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warning you now... tried so many different things over the years and it will STILL fly right back up and slap down on the vehicle at speed, creating a sound as loud as a gunshot inside

i think i'm on my 5th attempt, it's just wrapped around the roof rack now to keep it from flapping around
 

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Mine broke loose one time so far. I actually pulled it up/back a bit further until I hit a point where it seemed well stuck with the original tape, cleaned both mating surfaces with automotive goo-gone, cleaned off the goo-gone with dish soap/water, rinsed with water, allowed to dry, applied 3M molding tape of about the same width as the strip, and then pulled/pressed it all back down while pressing fimly along the entire length of it. Has been good for a few years now.
 

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Drivin' Maniac
2002 Grand Caravan ES 3.8L
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That black seal is only cosmetic. Don't rely on it to prevent moisture into the kick panels/ rocker covers.

I have sealed ours (without removing) more than once. The sliding doors and hatch cause the body to flex.


 

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Mine is coming off on the one side...

Anybody kno View attachment 67484
w part numbers?
I don't know if that is actually a "seal", or if it isn't just a cosmetic strip to cover the seam below it. Industry practice is to spot weld and seam seal that joint where the roof panel is attached to the sides, then put a cosmetic strip on the opening to keep debris out and neaten the appearance. In any case - a good body shop or a place that install windshields should be able to re-attach yours or provide a suitable replacement.
 

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2005 Caravan/ Town & Country
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188 Posts
Discussion Starter · #10 ·
I don't know if that is actually a "seal", or if it isn't just a cosmetic strip to cover the seam below it. Industry practice is to spot weld and seam seal that joint where the roof panel is attached to the sides, then put a cosmetic strip on the opening to keep debris out and neaten the appearance. In any case - a good body shop or a place that install windshields should be able to re-attach yours or provide a suitable replacement.
i also feel like it helps with cargo roof loading geat info guys thank you for the exclamation
 

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Pull the moulding back to where it is still strongly affixed, clean the adhesive off both the moulding and the paint and reattach with 3M Moulding Tape. [edited] I see Jeepman has already posted this solution above, but figure I'd leave my post, since I included a picture of the 3M product.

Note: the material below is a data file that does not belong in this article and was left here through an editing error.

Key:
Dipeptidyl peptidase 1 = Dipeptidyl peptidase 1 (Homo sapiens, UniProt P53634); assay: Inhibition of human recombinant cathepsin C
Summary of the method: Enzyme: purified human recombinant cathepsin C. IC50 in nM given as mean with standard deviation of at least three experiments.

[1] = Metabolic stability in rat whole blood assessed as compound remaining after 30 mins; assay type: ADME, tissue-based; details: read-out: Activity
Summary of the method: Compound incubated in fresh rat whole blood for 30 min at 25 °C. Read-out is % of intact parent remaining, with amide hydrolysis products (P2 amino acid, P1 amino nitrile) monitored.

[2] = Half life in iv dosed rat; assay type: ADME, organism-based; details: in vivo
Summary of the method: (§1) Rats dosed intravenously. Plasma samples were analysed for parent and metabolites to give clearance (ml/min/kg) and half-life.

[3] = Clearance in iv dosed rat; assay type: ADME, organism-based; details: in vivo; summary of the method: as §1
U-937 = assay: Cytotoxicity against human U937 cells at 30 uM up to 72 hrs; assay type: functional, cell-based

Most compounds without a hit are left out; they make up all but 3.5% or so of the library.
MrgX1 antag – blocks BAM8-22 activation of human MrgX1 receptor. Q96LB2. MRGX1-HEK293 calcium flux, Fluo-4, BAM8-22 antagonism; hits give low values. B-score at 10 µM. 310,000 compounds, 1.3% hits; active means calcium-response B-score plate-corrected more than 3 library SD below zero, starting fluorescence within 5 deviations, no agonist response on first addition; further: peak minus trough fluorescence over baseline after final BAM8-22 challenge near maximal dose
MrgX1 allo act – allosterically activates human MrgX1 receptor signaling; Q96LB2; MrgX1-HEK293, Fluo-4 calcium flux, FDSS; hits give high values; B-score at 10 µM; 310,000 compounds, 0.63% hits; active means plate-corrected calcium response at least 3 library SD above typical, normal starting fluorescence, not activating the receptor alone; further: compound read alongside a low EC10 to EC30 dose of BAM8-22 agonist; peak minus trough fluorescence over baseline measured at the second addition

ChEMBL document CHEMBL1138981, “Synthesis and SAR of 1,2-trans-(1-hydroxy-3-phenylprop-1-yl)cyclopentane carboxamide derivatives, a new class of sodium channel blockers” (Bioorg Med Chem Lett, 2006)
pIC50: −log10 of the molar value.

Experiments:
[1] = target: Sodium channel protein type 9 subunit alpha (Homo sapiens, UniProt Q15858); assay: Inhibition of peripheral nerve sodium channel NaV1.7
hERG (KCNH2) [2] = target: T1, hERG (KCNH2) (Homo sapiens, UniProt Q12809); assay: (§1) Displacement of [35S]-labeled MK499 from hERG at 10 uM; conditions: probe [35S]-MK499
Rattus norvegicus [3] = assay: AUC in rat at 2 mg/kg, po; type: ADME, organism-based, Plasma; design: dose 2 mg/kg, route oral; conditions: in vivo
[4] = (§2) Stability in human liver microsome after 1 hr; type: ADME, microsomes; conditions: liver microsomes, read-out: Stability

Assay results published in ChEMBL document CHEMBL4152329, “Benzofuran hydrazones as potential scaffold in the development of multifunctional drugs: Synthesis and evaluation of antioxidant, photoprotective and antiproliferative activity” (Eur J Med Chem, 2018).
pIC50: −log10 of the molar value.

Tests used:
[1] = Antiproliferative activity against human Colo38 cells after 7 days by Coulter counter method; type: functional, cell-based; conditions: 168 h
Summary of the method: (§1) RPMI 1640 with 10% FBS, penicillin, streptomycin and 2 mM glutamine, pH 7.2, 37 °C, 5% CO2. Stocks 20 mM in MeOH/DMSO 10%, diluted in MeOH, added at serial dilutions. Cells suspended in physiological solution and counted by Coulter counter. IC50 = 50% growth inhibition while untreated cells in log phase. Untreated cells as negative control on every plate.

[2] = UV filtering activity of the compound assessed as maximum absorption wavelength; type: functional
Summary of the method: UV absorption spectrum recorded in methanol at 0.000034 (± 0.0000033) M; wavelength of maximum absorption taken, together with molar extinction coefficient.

Automotive tire Camera lens Camera accessory Cameras & optics Audio equipment
 

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2006 Dodge Caravan SXE
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Pull the moulding back to where it is still strongly affixed, clean the adhesive off both the moulding and the paint and reattach with 3M Moulding Tape. [edited] I see Jeepman has already posted this solution above, but figure I'd leave my post, since I included a picture of the 3M product.

View attachment 67591
The 3M product is good stuff.

I've also used Loctite 414

For the 414 to work, everything needs to be very clean. Take the molding and roll it back. Apply the 414 in an even spread every 4 inches. Then apply the molding down about 3+ inches at a time and keep going till there end WITHOUT interruptions. Once this is done, it can not be undone. Apply in the shade or on a good cloudy say. The sun will cure this way too fast.

Loctite 414 is an ethyl-based cyanoacrylate liquid instant adhesive. Blows the doors off of super-glue (aka Loctite 209) any day. Must use caution and not be sloppy with it either. 414 is not typically on store shelves. McMaster-Carr is where I buy the 10z bottles. Its pricey, it works.

Should the 3M product work as well and costs less, that would be the better option.
 

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It doesn't seal anything, just decorative. Almost all recent cars use it. Fairly generic, comes in several widths. I removed it for painting my 1996 Voyager. Looks good enough to re-use. Yes, it had detached at the front. I used polyurethane caulk, as I recall, but many adhesives "should work". Gorilla Glue is polyurethane foam. The factory used a foam tape. You can buy similar quality 3-M tape on ebay for attaching trim mouldings. BTW, in older Mopar cars thru the 1960's, the "roof" included the C-pillars where they sealed a weld to the body steel at the bottom. I think they used molten lead as a sealant and leveler, which was also used as a body filler by repair shops long ago. Those cars often rust-thru there, especially if under a vinyl roof which cracks to hold moisture.
 

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I think they used molten lead as a sealant and leveler, which was also used as a body filler by repair shops long ago. Those cars often rust-thru there, especially if under a vinyl roof which cracks to hold moisture.
Another issue was they used an acid-based flux to prep the metal to accept the lead solder, and if it wasn't properly removed it started eating the metal away. It is kinda like when the restorers will have a car body acid dipped to remove rust. If it isn't FULLY rinsed, cleaned and properly prepped, the acid remains in the seams and eats the car from the inside out.
 
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